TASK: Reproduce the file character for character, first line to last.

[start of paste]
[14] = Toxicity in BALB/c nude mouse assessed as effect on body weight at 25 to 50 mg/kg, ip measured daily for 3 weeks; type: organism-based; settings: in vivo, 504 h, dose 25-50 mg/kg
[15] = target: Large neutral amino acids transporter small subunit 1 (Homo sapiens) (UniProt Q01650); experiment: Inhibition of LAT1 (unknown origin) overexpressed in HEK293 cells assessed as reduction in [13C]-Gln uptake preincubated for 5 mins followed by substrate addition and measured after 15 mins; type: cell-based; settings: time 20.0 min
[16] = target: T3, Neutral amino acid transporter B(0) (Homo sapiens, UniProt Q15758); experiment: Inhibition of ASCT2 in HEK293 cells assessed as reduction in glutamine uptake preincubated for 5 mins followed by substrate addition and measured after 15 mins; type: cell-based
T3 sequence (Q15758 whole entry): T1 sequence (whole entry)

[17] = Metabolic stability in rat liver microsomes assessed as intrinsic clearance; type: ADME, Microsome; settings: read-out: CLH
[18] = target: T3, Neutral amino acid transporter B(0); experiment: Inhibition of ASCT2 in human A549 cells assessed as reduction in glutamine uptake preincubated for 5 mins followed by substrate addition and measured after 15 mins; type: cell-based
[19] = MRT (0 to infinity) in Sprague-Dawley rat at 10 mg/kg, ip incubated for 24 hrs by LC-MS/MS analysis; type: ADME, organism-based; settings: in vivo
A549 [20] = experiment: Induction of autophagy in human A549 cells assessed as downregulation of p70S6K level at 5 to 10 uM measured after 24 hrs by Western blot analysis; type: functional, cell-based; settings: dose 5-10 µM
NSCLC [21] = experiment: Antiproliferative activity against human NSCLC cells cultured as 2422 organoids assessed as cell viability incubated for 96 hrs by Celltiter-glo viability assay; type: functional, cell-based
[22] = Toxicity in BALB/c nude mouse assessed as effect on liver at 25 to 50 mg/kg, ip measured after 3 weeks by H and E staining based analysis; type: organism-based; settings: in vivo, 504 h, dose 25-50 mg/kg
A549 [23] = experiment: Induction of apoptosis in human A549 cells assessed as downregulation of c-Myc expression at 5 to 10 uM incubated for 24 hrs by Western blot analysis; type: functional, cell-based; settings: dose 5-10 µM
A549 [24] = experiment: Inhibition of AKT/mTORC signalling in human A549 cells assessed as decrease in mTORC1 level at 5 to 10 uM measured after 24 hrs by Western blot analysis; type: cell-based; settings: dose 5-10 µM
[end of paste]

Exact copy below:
[14] = Toxicity in BALB/c nude mouse assessed as effect on body weight at 25 to 50 mg/kg, ip measured daily for 3 weeks; type: organism-based; settings: in vivo, 504 h, dose 25-50 mg/kg
[15] = target: Large neutral amino acids transporter small subunit 1 (Homo sapiens) (UniProt Q01650); experiment: Inhibition of LAT1 (unknown origin) overexpressed in HEK293 cells assessed as reduction in [13C]-Gln uptake preincubated for 5 mins followed by substrate addition and measured after 15 mins; type: cell-based; settings: time 20.0 min
[16] = target: T3, Neutral amino acid transporter B(0) (Homo sapiens, UniProt Q15758); experiment: Inhibition of ASCT2 in HEK293 cells assessed as reduction in glutamine uptake preincubated for 5 mins followed by substrate addition and measured after 15 mins; type: cell-based
T3 sequence (Q15758 whole entry): T1 sequence (whole entry)

[17] = Metabolic stability in rat liver microsomes assessed as intrinsic clearance; type: ADME, Microsome; settings: read-out: CLH
[18] = target: T3, Neutral amino acid transporter B(0); experiment: Inhibition of ASCT2 in human A549 cells assessed as reduction in glutamine uptake preincubated for 5 mins followed by substrate addition and measured after 15 mins; type: cell-based
[19] = MRT (0 to infinity) in Sprague-Dawley rat at 10 mg/kg, ip incubated for 24 hrs by LC-MS/MS analysis; type: ADME, organism-based; settings: in vivo
A549 [20] = experiment: Induction of autophagy in human A549 cells assessed as downregulation of p70S6K level at 5 to 10 uM measured after 24 hrs by Western blot analysis; type: functional, cell-based; settings: dose 5-10 µM
NSCLC [21] = experiment: Antiproliferative activity against human NSCLC cells cultured as 2422 organoids assessed as cell viability incubated for 96 hrs by Celltiter-glo viability assay; type: functional, cell-based
[22] = Toxicity in BALB/c nude mouse assessed as effect on liver at 25 to 50 mg/kg, ip measured after 3 weeks by H and E staining based analysis; type: organism-based; settings: in vivo, 504 h, dose 25-50 mg/kg
A549 [23] = experiment: Induction of apoptosis in human A549 cells assessed as downregulation of c-Myc expression at 5 to 10 uM incubated for 24 hrs by Western blot analysis; type: functional, cell-based; settings: dose 5-10 µM
A549 [24] = experiment: Inhibition of AKT/mTORC signalling in human A549 cells assessed as decrease in mTORC1 level at 5 to 10 uM measured after 24 hrs by Western blot analysis; type: cell-based; settings: dose 5-10 µM